more Tulsa Oil

November 18, 2010 Leave a comment Go to comments
Every time I play Tulsa Oil it’s a little bit different.

I played again last night, and it was a much tighter, much more cutthroat game.  We both did everything we could to limit the growth of active wells, and we were both quite successful:  at the end of the game, he had two chains of three and I had just one.   Neither of us had a chain of four, even though there were eight shared wells!

The new way of handling wells (with a limited number of personal wells per player) really deepens the game.  It went from a game I kind of felt I had my head around (though I often lost) to a game that feels much larger in scope.  Deciding whether or not to share a newly discovered well is never easy to do.

I think his overall strategy was better than mine (he encircled my pieces in the middle of the board and as a result had a lot of influence along the edges), but I was able to cut off five of his pieces toward the end of the game to even it up.  It was a very close game, decided by just one point.

I learned a couple of things.

First, cutting off or isolating your opponent’s properties is (as I suspected) a key secondary strategy, important when games are close.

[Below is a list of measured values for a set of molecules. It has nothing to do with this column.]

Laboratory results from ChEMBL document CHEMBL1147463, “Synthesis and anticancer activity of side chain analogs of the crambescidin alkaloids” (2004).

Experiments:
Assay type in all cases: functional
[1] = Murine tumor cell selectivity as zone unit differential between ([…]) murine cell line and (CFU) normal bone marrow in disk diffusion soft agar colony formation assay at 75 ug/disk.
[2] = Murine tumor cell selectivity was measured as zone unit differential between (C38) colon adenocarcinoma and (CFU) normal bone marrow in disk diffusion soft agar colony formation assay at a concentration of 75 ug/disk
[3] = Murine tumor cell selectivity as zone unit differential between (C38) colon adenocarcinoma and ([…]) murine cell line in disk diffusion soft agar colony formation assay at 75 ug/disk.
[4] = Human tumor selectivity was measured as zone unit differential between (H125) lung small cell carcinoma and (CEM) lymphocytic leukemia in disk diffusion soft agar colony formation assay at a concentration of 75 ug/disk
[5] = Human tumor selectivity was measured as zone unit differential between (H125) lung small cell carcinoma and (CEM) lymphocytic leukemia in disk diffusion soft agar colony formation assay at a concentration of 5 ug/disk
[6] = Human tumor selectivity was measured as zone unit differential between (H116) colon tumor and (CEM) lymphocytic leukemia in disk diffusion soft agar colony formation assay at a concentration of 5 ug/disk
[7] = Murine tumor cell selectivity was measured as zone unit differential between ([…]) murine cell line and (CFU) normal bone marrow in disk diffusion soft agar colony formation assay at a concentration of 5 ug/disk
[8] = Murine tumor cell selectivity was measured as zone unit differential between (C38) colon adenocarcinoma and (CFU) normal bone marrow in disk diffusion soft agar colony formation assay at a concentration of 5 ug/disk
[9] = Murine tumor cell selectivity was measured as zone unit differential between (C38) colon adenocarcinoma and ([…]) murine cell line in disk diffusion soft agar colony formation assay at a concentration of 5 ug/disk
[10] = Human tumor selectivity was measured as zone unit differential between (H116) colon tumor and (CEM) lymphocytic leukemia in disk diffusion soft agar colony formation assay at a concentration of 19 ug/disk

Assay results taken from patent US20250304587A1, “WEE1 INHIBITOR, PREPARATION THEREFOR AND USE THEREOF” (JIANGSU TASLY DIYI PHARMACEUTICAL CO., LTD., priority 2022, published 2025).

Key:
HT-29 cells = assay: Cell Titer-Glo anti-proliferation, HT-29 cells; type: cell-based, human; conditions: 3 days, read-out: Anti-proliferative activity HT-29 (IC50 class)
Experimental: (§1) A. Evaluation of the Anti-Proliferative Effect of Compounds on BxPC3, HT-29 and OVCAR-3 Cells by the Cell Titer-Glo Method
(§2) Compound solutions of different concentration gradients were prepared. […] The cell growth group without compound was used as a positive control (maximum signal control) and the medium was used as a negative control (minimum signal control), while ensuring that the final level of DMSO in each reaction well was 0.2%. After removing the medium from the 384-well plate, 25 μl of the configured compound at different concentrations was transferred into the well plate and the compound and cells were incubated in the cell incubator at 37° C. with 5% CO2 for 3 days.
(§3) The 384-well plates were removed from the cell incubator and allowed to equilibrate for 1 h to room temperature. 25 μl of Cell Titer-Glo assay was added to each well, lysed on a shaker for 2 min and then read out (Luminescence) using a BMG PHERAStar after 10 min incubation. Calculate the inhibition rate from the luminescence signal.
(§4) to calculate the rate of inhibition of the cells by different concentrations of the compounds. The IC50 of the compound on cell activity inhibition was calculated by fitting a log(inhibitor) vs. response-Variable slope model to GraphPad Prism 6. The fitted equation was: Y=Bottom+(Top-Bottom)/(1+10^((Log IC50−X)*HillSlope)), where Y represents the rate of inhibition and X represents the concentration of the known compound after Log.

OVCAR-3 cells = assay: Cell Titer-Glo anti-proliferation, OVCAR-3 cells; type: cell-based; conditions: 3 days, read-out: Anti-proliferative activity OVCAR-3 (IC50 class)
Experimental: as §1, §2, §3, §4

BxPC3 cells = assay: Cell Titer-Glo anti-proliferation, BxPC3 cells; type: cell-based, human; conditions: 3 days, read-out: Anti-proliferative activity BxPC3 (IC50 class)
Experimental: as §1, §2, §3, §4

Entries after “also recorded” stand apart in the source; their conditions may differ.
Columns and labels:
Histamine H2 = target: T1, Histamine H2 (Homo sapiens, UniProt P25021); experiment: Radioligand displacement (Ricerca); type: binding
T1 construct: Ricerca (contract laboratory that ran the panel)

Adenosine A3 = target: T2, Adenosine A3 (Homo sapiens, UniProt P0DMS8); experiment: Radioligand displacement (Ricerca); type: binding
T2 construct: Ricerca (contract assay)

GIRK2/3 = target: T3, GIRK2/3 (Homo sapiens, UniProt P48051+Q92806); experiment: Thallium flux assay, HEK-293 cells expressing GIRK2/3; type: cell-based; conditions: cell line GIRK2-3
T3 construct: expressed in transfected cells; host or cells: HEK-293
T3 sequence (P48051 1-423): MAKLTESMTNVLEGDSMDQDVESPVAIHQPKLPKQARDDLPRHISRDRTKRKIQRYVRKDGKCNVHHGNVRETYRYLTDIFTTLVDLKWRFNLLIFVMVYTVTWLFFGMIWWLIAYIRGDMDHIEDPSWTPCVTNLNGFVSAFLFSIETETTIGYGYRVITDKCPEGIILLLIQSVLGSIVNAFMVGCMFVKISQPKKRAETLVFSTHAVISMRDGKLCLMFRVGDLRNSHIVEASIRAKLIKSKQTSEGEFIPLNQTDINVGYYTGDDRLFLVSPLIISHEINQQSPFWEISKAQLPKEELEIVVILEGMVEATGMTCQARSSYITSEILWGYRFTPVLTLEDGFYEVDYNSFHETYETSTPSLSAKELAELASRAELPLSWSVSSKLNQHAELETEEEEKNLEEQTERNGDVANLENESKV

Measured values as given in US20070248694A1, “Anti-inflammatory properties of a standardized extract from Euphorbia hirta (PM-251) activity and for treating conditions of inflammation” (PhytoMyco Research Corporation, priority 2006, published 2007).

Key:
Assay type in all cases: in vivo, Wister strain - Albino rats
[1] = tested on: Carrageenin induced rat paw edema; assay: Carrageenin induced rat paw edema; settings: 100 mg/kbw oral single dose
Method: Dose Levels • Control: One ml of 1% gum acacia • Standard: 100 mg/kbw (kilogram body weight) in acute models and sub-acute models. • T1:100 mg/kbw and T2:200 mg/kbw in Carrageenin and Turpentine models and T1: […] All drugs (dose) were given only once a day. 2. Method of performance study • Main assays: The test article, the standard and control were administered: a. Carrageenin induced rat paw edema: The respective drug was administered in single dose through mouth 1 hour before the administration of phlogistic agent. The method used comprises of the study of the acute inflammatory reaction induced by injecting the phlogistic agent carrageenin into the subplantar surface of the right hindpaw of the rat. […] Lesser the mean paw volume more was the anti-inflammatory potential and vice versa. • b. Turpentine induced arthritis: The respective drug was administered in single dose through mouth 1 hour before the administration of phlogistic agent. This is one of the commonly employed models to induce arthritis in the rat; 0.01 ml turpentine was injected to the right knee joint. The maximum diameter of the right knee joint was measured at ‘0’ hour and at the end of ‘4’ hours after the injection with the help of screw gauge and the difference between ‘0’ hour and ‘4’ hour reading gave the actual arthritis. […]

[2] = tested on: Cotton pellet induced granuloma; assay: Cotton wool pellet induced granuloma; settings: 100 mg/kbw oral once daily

Second, while you often have to choose between trying to find wells and playing for tactical advantage, sometimes you can try to do both:  certain squares offer a definite positional advantage and at least the possibility of an active well.  If there’s a well there, great — and if there isn’t, then you’ve still played in a way that’s strategically sound.

And finally, you really run out of options when you run out of wells — every time you find a well, you have to share it with your opponent.  Toward the end of the game, when I had just one or two personal wells remaining, I found myself avoiding properties with possible wells, preferring to play in areas I knew to be “safe.”  I didn’t want to have to either (a) use one of my remaining personal wells or (b) waste a turn to share one, especially since I was at that point in the game having to play defense.

After thinking about it a bit more, the game that Tulsa Oil most reminds me of is Go with a reduced board.  Of course Go has no luck whatsoever, but Tulsa Oil has surprisingly little.  What luck it does have can usually either be mitigated (if it’s bad luck) or capitalized on (if it’s good luck) with a little planning and forethought.

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